Looking for a last minute? How about a last minute gift that can make a HUGE difference in someone’s life?
Watsi is a non-profit organization that connects donors to people around the world in need of medical treatment, but unable to pay for that medical treatment.
You see a patients story, learning about their lives and their medical condition. Once you select a patient, 100% of your donation goes on to that patient’s medical needs. And most patients are in areas where health care costs are relatively low, so your dollars can go a long way.
And now they have Gift Cards. Someone you can love can make a real difference in someone’s life. There’s an option too for email delivery, so it’s not too late to get that gift.
This is a great time of year for gifts, and it’s also a great time to give back and think of others. Give a thoughtful, impactful gift with Watsi Gift Cards.
Is your intended gift recipient an animal lover? The World Wildlife Fund offers a Gift Adoption Card that is a cute and charitable way to give. These cards, which can be purchased in increments of $50, are a symbolic “adoption” of an animal. The recipient can choose which type of animal to adopt (from over 100 different species!) and will receive a thank you gifts that include:
- A soft plush version of their adoption animal
- A Species Spotlight card full of fascinating information about the animal
- A handsome 5″x7″ adoption certificate, suitable for framing
- A beautiful 5″x7″ full-color photo of their adoption animal
- A drawstring gift bag
They’ll receive something tangible as a thank you and the best part is that the donation goes toward supporting WWF’s conservation efforts worldwide. This is a great gift for kids as they’ll learn about the WWF, feel the good that comes from giving to charity, but will still get something cuddly to love.
To learn more about this program, click here. To learn more about the World Wildlife Fund and their conservation efforts, visit their main website at www.worldwildlife.org.
Growing up I was always a reader but have only recently started understanding the great impact books can have on a person’s life and future. This was really driven home when I heard about William Kamkwamba.
William Kamkwamba is a Malawian man who at the age of 14 had to drop out of high school because his family could not afford the school’s fees. William did not let this misfortune stop his pursuit of a better life through education but instead began borrowing books about energy from a small community library. He then went on to build a windmill out of materials he found in a local scrap yard to power his home. Word got out about William’s endeavors and after a series of events including giving a TED talk and writing a book, he is now in his senior year at Dartmouth College.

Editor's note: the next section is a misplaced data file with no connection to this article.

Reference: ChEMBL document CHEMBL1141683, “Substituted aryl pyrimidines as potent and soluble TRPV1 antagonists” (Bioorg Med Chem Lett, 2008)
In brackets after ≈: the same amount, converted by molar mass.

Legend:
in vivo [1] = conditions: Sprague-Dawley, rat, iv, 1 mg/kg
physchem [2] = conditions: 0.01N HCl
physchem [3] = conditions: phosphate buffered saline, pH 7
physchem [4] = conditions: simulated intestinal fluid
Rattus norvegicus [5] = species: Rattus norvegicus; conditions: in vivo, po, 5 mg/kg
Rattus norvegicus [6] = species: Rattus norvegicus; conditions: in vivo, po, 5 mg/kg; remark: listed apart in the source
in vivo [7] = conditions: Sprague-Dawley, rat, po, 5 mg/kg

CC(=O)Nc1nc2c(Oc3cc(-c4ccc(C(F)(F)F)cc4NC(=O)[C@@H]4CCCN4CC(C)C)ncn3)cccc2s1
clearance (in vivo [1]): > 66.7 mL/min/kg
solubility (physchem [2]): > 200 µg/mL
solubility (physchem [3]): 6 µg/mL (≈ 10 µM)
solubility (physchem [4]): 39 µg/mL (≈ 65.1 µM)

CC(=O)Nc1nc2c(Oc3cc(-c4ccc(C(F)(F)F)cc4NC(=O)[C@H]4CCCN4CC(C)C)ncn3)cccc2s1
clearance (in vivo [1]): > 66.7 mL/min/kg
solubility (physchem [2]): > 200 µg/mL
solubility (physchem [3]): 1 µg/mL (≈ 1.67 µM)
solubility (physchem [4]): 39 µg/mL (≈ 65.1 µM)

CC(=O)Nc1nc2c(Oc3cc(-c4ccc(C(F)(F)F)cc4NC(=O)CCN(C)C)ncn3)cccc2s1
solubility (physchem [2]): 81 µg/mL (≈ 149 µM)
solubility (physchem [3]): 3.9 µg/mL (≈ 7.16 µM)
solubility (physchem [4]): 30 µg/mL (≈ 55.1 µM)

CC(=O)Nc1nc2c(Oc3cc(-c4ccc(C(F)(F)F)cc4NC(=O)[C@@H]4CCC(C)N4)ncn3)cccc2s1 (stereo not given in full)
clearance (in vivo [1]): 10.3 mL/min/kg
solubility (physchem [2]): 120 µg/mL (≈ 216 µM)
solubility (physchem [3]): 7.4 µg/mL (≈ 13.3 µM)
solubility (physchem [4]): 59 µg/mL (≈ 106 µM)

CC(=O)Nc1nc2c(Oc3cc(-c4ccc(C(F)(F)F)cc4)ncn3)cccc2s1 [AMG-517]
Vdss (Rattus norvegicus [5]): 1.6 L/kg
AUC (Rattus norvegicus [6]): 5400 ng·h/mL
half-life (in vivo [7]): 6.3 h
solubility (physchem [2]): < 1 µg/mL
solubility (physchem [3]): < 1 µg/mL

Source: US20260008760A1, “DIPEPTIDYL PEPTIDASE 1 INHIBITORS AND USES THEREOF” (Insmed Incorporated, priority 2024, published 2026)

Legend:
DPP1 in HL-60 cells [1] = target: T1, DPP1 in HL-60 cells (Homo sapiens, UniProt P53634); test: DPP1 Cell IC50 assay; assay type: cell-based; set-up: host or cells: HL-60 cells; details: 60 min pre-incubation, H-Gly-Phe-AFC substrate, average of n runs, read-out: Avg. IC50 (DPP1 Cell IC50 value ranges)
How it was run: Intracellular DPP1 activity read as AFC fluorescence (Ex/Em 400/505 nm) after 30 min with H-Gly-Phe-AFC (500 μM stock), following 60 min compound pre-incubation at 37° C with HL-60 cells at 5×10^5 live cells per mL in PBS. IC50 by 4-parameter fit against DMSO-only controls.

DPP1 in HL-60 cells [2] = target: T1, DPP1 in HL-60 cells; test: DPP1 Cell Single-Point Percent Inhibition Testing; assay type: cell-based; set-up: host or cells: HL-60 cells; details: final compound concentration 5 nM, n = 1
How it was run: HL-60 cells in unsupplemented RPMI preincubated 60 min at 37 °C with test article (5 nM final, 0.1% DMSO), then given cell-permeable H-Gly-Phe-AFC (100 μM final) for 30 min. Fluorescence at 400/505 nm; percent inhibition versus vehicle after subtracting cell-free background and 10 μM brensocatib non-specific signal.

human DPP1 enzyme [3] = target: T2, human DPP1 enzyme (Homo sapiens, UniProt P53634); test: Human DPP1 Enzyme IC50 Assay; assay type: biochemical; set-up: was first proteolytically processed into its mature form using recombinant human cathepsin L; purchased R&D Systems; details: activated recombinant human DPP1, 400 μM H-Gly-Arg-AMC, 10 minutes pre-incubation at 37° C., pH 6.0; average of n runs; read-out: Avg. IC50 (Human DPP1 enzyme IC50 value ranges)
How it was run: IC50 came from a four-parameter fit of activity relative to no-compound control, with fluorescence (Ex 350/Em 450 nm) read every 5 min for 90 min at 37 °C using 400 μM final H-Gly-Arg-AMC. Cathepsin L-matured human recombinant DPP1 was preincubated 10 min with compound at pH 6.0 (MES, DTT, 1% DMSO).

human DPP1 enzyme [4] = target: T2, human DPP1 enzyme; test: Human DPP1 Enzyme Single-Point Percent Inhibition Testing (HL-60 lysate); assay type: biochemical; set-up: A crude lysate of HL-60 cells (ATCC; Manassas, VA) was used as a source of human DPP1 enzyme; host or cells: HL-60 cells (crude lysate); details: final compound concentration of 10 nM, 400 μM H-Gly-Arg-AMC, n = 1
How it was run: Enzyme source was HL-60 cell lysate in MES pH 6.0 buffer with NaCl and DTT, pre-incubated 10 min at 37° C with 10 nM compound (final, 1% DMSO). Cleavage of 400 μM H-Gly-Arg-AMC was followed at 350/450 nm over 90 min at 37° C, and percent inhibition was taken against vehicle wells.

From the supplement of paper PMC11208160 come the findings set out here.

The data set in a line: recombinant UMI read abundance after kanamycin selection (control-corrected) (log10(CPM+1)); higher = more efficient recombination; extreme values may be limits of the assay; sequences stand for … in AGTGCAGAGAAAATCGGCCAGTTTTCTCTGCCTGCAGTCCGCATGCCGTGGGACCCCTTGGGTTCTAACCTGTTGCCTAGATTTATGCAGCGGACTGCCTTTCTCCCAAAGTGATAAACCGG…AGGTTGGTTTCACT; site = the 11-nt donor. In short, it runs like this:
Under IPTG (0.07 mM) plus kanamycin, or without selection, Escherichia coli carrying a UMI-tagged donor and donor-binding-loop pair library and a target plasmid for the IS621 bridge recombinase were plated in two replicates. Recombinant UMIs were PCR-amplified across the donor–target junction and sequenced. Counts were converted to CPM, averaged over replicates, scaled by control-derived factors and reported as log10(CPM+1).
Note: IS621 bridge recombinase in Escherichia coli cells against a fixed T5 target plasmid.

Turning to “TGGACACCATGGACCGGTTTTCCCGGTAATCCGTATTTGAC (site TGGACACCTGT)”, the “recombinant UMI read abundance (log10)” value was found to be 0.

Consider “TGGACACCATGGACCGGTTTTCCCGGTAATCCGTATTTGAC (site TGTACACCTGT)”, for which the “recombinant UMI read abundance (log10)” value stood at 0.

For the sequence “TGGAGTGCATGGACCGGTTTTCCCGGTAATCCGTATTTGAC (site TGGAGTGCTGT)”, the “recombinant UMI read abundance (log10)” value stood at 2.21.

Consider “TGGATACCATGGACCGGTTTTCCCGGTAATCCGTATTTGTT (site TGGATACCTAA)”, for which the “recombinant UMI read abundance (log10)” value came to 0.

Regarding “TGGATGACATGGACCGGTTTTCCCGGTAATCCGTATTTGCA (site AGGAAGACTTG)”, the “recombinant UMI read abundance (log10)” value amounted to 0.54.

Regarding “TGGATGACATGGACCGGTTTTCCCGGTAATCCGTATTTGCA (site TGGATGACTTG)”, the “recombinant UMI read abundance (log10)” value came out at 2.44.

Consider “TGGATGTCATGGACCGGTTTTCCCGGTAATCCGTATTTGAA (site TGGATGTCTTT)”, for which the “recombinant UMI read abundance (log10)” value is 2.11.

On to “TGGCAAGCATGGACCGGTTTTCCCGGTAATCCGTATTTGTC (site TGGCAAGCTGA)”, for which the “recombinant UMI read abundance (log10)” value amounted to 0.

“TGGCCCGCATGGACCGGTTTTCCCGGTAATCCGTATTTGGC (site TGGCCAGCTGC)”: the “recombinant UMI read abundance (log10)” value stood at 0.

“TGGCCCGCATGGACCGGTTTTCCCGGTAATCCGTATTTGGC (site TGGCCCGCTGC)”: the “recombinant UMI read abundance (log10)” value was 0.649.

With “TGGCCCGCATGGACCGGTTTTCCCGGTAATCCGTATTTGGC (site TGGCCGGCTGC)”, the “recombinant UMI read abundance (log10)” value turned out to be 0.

With that, we will be taking a look at Books for Africa (BFA) – a charity that seeks to provide the same resources that opened up William Kamkwamba’s future to other students and kids like him in Africa.
What is it?
Unfortunately a great number of kids in many African countries do not have access or have very limited access to books. Books for Africa hopes to end this book poverty in Africa by sending books to Africa. Simple and straightforward. In their own words:
“The mission of Books For Africa is to end the book famine in Africa. With your help, we will help create a culture of literacy and provide the tools of empowerment to the next generation of parents, teachers, and leaders in Africa.”
How can I give?
BFA has 3 ways to donate to their cause. You can donate funds to BFA, donate to a specific BFA project, or honor a friend with a donation. This third option is especially great because the person you honor with a donation receives a handwritten note card or email from BFA. You can also donate books to BFA.
I think the great thing about Books For Africa is that it is such a simple idea for a charitable organization but it is one that has real and immediate impact. With the various ways of giving to its cause, BFA is a great charitable gifting opportunity and one to consider when you’re looking for a gift for someone who has everything!
When giving to any charity organization, a question that is always at the back of my mind is: just how much of this donation is actually going to the cause? Today, rather than presenting a charitable gift opportunity, we wanted to share a tool for answering this question and finding great charities that efficiently do what they claim they do. Enter: Charity Navigator!
What is it?
The mission statement of Charity Navigator, according to their website, is as follows:
“Charity Navigator works to guide intelligent giving. By guiding intelligent giving, we aim to advance a more efficient and responsive philanthropic marketplace, in which givers and the charities they support work in tandem to overcome our nation’s and the world’s most persistent challenges.”